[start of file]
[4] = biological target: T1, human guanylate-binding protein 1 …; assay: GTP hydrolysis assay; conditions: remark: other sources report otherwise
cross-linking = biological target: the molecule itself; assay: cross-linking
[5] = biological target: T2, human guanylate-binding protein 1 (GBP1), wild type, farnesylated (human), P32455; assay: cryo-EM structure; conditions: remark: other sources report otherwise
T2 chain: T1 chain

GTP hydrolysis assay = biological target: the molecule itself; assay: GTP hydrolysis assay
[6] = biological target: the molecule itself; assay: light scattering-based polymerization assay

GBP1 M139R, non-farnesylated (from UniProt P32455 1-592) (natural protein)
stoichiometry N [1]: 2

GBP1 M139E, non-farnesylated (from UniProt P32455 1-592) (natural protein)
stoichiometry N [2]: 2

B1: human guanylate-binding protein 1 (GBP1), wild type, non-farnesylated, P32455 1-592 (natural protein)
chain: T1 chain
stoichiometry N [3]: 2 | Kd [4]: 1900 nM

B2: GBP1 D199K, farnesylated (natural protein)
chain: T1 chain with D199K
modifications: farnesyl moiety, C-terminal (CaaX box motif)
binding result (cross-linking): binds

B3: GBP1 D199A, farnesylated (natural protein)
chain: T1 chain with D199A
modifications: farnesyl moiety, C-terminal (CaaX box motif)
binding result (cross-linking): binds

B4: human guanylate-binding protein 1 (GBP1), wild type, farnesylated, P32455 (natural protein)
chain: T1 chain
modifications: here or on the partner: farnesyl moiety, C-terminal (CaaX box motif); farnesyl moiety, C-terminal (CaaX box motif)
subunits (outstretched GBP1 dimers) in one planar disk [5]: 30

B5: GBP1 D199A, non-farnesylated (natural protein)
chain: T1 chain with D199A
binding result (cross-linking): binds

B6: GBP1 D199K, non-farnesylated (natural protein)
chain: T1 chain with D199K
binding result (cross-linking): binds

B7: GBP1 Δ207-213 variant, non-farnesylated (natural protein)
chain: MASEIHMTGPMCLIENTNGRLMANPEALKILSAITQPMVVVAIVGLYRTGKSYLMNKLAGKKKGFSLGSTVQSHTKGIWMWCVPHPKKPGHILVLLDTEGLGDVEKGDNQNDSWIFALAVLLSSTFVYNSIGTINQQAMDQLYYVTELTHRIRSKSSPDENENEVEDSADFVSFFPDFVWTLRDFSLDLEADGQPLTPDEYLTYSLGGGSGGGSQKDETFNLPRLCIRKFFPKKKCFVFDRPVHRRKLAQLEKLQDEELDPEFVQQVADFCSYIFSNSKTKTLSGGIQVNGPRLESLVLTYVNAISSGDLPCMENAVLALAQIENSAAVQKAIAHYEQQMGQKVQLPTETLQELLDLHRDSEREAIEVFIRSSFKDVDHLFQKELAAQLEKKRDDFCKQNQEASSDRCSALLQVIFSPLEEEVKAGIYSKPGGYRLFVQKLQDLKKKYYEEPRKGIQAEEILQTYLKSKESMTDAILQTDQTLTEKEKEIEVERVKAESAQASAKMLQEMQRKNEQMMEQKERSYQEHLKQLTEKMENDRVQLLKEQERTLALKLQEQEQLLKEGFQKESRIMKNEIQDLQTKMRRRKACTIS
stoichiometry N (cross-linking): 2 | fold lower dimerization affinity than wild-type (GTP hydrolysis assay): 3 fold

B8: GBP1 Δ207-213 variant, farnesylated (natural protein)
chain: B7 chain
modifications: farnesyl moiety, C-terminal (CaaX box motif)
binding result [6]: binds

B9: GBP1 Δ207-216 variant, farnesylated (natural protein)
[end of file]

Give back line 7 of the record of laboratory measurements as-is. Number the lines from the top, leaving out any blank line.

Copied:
GBP1 M139R, non-farnesylated (from UniProt P32455 1-592) (natural protein)